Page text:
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Somnium
17-10-2017, 08:40 AM
Does anyone know how much power their system uses per hr of imaging ? i assume many of you run off batteries, i am looking to put in an off the grid solar, battery, wind, generator (and probably geothermal by the time i am done with it) and am keen to get an idea of roughly how much ppl use. my thoughts are that the computer is really the primary concern but what % of the power gets used, i am assuming around 200w give or take. other instruments i am running are a microline FLI, a PMX and dew heater. when i run the calcs they dont seem to add up to much. so keen to get the collective wisdom. how much power do you use? or what battery do you use and how long does it last.

Thanks

Atmos
17-10-2017, 09:01 AM
I’ve got a 360W Pure Sinwave Inverter running off of a 200AH deep cycle battery. I wouldn’t go below 360W myself but the battery should go for 2-3 nights during winter (longest nights) to get below 50%.

xelasnave
17-10-2017, 11:30 AM
I imagine that your cooled camera may have a surprising draw.

I dont know I must look it up. But cooling and heating are usually responsible for heavy draw on a system.

alex

JA
17-10-2017, 02:04 PM
If you'd like to know more exactly, there's always an AC power / energy meter you could use to measure the power being used. Of course you'd need to plug it all in to AC with their respective plug packs to get an idea. Out of interest, I have one of these on my desktop .. drawing 285 W, with 2 screens, desktop PC + audio amplifier @idle.
https://www.ebay.com.au/itm/Power-Meter-Energy-Monitor-Plug-in-Electric-KWH-Watt-Volt-Monitoring-Socket-AU-/253203759935?hash=item3af41ec33f:g: 3N4AAOSw~g1Z3pgJ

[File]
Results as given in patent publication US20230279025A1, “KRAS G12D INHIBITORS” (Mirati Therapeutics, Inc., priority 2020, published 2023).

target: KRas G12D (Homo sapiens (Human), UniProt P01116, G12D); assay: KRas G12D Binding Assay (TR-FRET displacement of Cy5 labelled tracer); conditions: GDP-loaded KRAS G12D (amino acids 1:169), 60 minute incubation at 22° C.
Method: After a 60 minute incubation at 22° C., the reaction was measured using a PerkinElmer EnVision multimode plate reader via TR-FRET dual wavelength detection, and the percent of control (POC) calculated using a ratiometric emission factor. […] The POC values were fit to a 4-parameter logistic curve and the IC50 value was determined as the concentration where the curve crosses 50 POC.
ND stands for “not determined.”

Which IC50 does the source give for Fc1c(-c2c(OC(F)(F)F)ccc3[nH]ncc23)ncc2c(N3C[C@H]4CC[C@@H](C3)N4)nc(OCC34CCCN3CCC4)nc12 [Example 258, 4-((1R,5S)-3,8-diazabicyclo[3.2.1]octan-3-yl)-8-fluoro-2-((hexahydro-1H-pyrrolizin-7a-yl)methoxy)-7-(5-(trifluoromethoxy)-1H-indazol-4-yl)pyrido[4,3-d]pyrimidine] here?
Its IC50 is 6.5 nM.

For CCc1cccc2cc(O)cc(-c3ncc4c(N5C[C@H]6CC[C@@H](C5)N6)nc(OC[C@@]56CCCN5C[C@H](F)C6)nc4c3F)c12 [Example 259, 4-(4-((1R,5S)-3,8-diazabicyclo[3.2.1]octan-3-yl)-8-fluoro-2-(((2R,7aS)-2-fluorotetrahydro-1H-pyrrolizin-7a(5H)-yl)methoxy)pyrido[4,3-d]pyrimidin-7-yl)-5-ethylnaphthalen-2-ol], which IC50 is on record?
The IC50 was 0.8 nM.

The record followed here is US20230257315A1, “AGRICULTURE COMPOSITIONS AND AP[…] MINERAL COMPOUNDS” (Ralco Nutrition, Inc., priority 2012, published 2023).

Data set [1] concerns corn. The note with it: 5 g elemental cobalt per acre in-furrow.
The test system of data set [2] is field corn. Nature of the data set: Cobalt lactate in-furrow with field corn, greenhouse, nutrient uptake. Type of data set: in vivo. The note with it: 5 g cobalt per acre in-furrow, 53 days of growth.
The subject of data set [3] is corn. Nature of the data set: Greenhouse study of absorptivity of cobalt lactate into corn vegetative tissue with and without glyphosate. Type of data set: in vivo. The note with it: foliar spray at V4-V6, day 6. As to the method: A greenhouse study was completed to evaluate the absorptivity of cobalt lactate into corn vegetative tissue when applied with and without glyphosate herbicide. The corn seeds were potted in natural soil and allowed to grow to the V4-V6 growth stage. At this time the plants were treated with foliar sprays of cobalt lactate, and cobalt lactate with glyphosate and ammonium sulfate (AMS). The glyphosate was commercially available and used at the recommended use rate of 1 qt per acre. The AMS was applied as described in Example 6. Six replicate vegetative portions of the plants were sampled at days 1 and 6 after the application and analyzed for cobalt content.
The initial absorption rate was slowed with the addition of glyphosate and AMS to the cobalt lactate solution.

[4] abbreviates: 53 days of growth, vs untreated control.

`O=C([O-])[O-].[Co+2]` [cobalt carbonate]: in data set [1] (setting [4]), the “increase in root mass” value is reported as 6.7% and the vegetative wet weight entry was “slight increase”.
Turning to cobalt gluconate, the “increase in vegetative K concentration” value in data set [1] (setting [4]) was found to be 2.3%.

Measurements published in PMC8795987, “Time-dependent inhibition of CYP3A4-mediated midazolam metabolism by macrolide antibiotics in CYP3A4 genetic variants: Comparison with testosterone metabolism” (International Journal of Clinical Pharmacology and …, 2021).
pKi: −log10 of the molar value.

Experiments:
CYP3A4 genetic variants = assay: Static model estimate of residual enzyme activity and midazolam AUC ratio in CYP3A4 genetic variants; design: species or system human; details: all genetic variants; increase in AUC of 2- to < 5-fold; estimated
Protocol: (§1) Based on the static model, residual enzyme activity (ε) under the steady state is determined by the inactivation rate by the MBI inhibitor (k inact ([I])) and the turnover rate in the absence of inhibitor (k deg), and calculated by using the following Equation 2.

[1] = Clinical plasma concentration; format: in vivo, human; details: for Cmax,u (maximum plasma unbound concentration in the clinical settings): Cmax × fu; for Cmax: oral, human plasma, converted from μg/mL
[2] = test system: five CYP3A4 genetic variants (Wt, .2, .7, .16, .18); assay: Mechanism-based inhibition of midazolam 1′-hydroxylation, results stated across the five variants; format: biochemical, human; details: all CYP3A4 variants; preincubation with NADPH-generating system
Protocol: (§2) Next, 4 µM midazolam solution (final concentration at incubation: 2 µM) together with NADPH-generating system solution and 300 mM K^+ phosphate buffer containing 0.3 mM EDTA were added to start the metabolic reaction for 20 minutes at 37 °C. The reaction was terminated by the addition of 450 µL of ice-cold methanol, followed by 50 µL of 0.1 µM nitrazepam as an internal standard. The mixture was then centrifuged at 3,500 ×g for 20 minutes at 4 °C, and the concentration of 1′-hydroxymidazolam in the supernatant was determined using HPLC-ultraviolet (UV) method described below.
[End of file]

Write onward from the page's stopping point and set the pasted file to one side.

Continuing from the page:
Either that or delve through all the specs for your gear. You could even use your laptop's Indicated battery run-time when fully charged (or better yet test it to FLAT), together with the battery energy storage (usually printed on the battery) to calculate the power used by the laptop.

Best
JA

Imme
17-10-2017, 02:54 PM
You're right I think Alex, peltier pads (the cooling thing) pull significant amps. I have a small one I'm playing with that draws 5....plus 2 x cooling fans

Somnium
17-10-2017, 06:32 PM
That is what i thought, but i do have a meter on my power board and it was giving me readings of not too much above 1amp, it cuts out at 10 so i know htat i draw less than 120 watts (not inc the computer) at any given time. the system i was looking at has 6 200Ah batteries 1.5Kw PV array and i was going to put in a generator to kick in if the batteries ever get too low due to weather. it sounds like that should be more than enough ...

@ Colin, thanks that helps a lot

rally
17-10-2017, 07:58 PM
Aidan,

You have your average power usage which is useful for battery storage and replenishment rates from Solar etc